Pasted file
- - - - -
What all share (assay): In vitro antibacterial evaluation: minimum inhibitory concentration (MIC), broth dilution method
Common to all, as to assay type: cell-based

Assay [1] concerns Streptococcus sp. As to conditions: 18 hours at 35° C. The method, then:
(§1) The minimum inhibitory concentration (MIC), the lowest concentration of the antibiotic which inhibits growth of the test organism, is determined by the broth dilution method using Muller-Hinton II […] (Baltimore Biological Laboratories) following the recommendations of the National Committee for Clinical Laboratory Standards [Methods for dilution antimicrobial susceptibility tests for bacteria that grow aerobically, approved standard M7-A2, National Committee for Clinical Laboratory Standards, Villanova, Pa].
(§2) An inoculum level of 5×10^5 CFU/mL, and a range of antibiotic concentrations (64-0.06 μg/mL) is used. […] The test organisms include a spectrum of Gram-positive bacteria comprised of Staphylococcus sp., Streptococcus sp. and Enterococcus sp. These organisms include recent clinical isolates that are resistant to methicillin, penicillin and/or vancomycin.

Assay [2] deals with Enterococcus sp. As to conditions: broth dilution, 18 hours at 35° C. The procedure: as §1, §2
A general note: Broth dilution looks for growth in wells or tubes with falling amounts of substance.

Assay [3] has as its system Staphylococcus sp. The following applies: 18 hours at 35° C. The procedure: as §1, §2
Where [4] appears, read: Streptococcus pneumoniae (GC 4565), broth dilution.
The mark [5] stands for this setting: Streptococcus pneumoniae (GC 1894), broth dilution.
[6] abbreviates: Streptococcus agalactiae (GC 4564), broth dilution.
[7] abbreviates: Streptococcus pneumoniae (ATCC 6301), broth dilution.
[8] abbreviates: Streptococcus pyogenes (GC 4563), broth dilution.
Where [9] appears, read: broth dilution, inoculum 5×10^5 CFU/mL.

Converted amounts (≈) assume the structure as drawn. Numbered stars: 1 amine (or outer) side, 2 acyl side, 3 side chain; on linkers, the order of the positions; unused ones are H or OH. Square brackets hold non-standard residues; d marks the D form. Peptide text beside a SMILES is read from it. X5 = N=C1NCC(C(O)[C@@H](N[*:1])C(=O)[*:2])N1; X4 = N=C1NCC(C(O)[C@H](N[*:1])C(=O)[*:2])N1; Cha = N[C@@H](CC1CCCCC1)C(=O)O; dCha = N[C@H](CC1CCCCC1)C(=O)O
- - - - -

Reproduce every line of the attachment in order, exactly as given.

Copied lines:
What all share (assay): In vitro antibacterial evaluation: minimum inhibitory concentration (MIC), broth dilution method
Common to all, as to assay type: cell-based

Assay [1] concerns Streptococcus sp. As to conditions: 18 hours at 35° C. The method, then:
(§1) The minimum inhibitory concentration (MIC), the lowest concentration of the antibiotic which inhibits growth of the test organism, is determined by the broth dilution method using Muller-Hinton II […] (Baltimore Biological Laboratories) following the recommendations of the National Committee for Clinical Laboratory Standards [Methods for dilution antimicrobial susceptibility tests for bacteria that grow aerobically, approved standard M7-A2, National Committee for Clinical Laboratory Standards, Villanova, Pa].
(§2) An inoculum level of 5×10^5 CFU/mL, and a range of antibiotic concentrations (64-0.06 μg/mL) is used. […] The test organisms include a spectrum of Gram-positive bacteria comprised of Staphylococcus sp., Streptococcus sp. and Enterococcus sp. These organisms include recent clinical isolates that are resistant to methicillin, penicillin and/or vancomycin.

Assay [2] deals with Enterococcus sp. As to conditions: broth dilution, 18 hours at 35° C. The procedure: as §1, §2
A general note: Broth dilution looks for growth in wells or tubes with falling amounts of substance.

Assay [3] has as its system Staphylococcus sp. The following applies: 18 hours at 35° C. The procedure: as §1, §2
Where [4] appears, read: Streptococcus pneumoniae (GC 4565), broth dilution.
The mark [5] stands for this setting: Streptococcus pneumoniae (GC 1894), broth dilution.
[6] abbreviates: Streptococcus agalactiae (GC 4564), broth dilution.
[7] abbreviates: Streptococcus pneumoniae (ATCC 6301), broth dilution.
[8] abbreviates: Streptococcus pyogenes (GC 4563), broth dilution.
Where [9] appears, read: broth dilution, inoculum 5×10^5 CFU/mL.

Converted amounts (≈) assume the structure as drawn. Numbered stars: 1 amine (or outer) side, 2 acyl side, 3 side chain; on linkers, the order of the positions; unused ones are H or OH. Square brackets hold non-standard residues; d marks the D form. Peptide text beside a SMILES is read from it. X5 = N=C1NCC(C(O)[C@@H](N[*:1])C(=O)[*:2])N1; X4 = N=C1NCC(C(O)[C@H](N[*:1])C(=O)[*:2])N1; Cha = N[C@@H](CC1CCCCC1)C(=O)O; dCha = N[C@H](CC1CCCCC1)C(=O)O